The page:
An inexperienced yachtswoman from Bideford died as she attempted to sail her new boat single-handed around Land’s End after ignoring advice from experienced sailors, an inquest has heard.
Mary Unwin, 65, had bought Seagair two days before setting off from Falmouth to sail the 130 miles around the Cornish coast to Instow in October 2012.
Her husband Carol raised the alarm when she did not return to their home in Bideford, and wreckage from the yacht was discovered washed up on the coast between Land’s End and Sennen.
Cornwall Coroner’s Court heard Mrs Unwin’s body has never been found and the exact circumstances of her death and how the Seagair came to hit rocks will never be known.
Mrs Unwin - who had remarried her former husband eight days before the trip - had wanted to surprise him by sailing the Seagair home.
The couple had been married for more than a decade before divorcing, but had got back together.
In a written statement, Mr Unwin, who did not attend the inquest, described his wife as ‘fabulous’ but said she was a ‘strong individual and didn’t mess about’.
On October 11 they paid a deposit for the yacht from a marina in Falmouth and when Mr Unwin woke on the morning of October 13 his wife had gone.
A few hours later the mother-of-four telephoned him and asked: “Guess where I am?”
Mr Unwin said: “She told me she had sailed the Seagair from Falmouth to Mousehole and was heading up to Instow, near our home.”
When she did not return Mr Unwin contacted emergency services and days later wreckage washed up and his wife’s jacket was recovered.
“I couldn’t believe the possibility she had perished. My thoughts are that in an attempt to surprise me she took a challenge too great,” he added.
“The evidence appears to show that she went down with the Seagair attempting to sail around Land’s End and that it was her own strong-willed character that led to this tragic accident.”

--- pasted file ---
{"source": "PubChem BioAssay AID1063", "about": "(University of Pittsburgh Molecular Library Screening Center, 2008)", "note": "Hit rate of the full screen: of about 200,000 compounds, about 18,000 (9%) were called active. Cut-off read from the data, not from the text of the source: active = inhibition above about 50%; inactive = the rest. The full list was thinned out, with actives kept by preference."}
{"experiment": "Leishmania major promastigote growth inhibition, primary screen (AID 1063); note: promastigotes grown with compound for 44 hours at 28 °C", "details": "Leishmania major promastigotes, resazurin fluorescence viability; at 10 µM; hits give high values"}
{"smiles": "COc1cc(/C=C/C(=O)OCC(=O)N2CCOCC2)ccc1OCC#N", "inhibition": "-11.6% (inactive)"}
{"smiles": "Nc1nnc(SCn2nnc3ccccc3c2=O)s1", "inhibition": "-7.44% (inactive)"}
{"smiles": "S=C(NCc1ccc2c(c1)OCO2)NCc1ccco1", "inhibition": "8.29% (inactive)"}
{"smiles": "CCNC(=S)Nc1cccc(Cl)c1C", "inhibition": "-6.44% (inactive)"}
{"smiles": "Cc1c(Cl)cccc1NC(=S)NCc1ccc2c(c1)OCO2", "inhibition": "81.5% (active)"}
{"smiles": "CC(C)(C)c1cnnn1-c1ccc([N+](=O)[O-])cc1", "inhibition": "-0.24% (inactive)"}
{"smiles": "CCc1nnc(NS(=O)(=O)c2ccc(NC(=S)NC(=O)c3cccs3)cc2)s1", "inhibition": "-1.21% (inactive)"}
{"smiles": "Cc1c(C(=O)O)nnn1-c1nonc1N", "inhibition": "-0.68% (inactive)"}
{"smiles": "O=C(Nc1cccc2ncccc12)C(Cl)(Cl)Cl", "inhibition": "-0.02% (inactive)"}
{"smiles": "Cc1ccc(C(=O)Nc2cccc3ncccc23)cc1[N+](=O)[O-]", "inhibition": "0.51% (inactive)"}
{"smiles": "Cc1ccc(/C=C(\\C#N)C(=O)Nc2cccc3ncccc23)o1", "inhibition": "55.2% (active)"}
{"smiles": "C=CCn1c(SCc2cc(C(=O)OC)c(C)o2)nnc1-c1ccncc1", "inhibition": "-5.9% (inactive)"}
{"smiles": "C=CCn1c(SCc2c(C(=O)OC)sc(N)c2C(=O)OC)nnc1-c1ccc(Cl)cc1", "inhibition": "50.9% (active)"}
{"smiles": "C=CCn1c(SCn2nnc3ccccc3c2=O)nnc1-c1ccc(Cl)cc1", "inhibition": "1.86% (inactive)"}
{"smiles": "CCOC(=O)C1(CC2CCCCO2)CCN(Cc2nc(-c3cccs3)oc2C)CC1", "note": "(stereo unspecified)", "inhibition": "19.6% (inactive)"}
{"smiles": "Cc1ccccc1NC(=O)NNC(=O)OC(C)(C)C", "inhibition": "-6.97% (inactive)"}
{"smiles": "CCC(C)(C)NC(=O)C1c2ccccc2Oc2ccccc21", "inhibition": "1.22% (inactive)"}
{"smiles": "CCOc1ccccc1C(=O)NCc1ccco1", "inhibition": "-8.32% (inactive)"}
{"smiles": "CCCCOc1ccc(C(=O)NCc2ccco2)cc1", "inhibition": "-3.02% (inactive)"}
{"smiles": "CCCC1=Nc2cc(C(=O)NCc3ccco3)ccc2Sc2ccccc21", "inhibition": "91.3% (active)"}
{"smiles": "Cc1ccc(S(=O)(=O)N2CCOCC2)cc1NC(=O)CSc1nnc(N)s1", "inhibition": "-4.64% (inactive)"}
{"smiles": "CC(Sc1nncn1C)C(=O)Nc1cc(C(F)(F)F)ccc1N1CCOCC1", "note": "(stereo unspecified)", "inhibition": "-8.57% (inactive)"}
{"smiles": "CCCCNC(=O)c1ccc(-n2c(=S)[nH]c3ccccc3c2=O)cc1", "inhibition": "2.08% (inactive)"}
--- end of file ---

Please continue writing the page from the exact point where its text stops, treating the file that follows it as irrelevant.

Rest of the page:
Concern from experienced fishermen
Fisherman Finbar Jones told the hearing Mrs Unwin had hit his own boat as she attempted to moor at Mousehole harbour and scraped her yacht as she left.
He said that after speaking to her he was concerned about her inexperience and warned her of the difficulties of sailing at night on her own.
“She told me, ‘It was just like driving a car at night’,” he said.
“I didn’t feel there was anything we could do to make her change her mind and stay. She seemed sound of mind but clearly inexperienced with boats.
“She seemed very scatty and unsure of what she was doing, but in the same way she was very determined in her mind. Basically, there was no way of stopping her.”
Detective Constable Martin Hearn said Mrs Unwin did not have a life jacket and the Seagair was not fitted with GPS or a liferaft.
He said the day before she left Falmouth she had paid for a day-long course with Peter Van den Berg, an experienced skipper, to familiarise herself with the yacht.
“She had not sailed for a number of years and her experience seemed to be on tall ships with large crews,” DC Hearn said.
“Everybody she spoke to tried to put her off the idea of single crewing.”
DC Hearn said Mrs Unwin had difficulties raising the sail on her own and in Mr Van den Berg’s opinion her skill level was between ‘crew and day skipper’, and she did not have the ability to sail on her own, and offers were made to hire a crew for her.
“The Seagair did not have a liferaft and Mary did not have a life jacket, and on the day of leaving she said she didn’t need a life jacket because she could swim,” DC Hearn said.
“This is an indication of not taking on board the reality of what she was trying to achieve.
“If you speak to the experienced coastguard, lifeboat crews and fishermen who have been working off these waters, none would consider trying to sail single-handed at night in a fashion that Mary Unwin attempted.
“I think, for the people that knew Mary Unwin, she was a strong-willed or eccentric type of lady who was prone to carrying out actions that were perhaps not best thought out.
“If she considered that sailing a boat at night was like driving a car... a lack of knowledge of what she was taking on. It was such a dangerous thing to do.
“It was only advice that was offered to her and there was nothing legally she had done wrong in sailing the Seagair out of Falmour harbour.”
He said inquiries had found no evidence Mrs Unwin was still alive.
Assistant Cornwall Coroner Stephen Covell recorded an open conclusion.
He said: “The evidence I have heard is an indication she did not have the requisite skills to sail the boat single-handedly in daylight, yet alone the dark.
“I am satisfied she perished onboard the Seagair on or about October 14 2012.”